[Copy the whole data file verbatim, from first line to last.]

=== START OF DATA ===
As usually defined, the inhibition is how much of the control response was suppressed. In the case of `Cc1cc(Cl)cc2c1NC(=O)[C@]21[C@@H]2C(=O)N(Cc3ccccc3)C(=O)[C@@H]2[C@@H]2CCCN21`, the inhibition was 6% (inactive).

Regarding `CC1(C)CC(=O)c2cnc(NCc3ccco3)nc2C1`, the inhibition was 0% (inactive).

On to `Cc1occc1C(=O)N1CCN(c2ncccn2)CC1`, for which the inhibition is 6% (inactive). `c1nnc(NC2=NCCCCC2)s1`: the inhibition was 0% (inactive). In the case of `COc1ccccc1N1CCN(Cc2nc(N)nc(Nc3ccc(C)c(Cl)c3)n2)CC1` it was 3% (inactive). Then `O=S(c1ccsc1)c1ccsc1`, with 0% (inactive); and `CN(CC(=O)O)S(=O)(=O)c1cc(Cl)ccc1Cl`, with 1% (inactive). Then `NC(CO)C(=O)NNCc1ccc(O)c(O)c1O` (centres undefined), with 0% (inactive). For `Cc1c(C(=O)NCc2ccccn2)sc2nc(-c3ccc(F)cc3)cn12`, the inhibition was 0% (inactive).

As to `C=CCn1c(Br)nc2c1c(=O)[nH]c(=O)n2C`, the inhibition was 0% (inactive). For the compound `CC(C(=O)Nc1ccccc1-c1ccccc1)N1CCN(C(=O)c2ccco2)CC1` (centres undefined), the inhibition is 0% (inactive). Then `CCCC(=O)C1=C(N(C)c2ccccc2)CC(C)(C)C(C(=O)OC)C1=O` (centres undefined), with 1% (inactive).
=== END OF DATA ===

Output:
As usually defined, the inhibition is how much of the control response was suppressed. In the case of `Cc1cc(Cl)cc2c1NC(=O)[C@]21[C@@H]2C(=O)N(Cc3ccccc3)C(=O)[C@@H]2[C@@H]2CCCN21`, the inhibition was 6% (inactive).

Regarding `CC1(C)CC(=O)c2cnc(NCc3ccco3)nc2C1`, the inhibition was 0% (inactive).

On to `Cc1occc1C(=O)N1CCN(c2ncccn2)CC1`, for which the inhibition is 6% (inactive). `c1nnc(NC2=NCCCCC2)s1`: the inhibition was 0% (inactive). In the case of `COc1ccccc1N1CCN(Cc2nc(N)nc(Nc3ccc(C)c(Cl)c3)n2)CC1` it was 3% (inactive). Then `O=S(c1ccsc1)c1ccsc1`, with 0% (inactive); and `CN(CC(=O)O)S(=O)(=O)c1cc(Cl)ccc1Cl`, with 1% (inactive). Then `NC(CO)C(=O)NNCc1ccc(O)c(O)c1O` (centres undefined), with 0% (inactive). For `Cc1c(C(=O)NCc2ccccn2)sc2nc(-c3ccc(F)cc3)cn12`, the inhibition was 0% (inactive).

As to `C=CCn1c(Br)nc2c1c(=O)[nH]c(=O)n2C`, the inhibition was 0% (inactive). For the compound `CC(C(=O)Nc1ccccc1-c1ccccc1)N1CCN(C(=O)c2ccco2)CC1` (centres undefined), the inhibition is 0% (inactive). Then `CCCC(=O)C1=C(N(C)c2ccccc2)CC(C)(C)C(C(=O)OC)C1=O` (centres undefined), with 1% (inactive).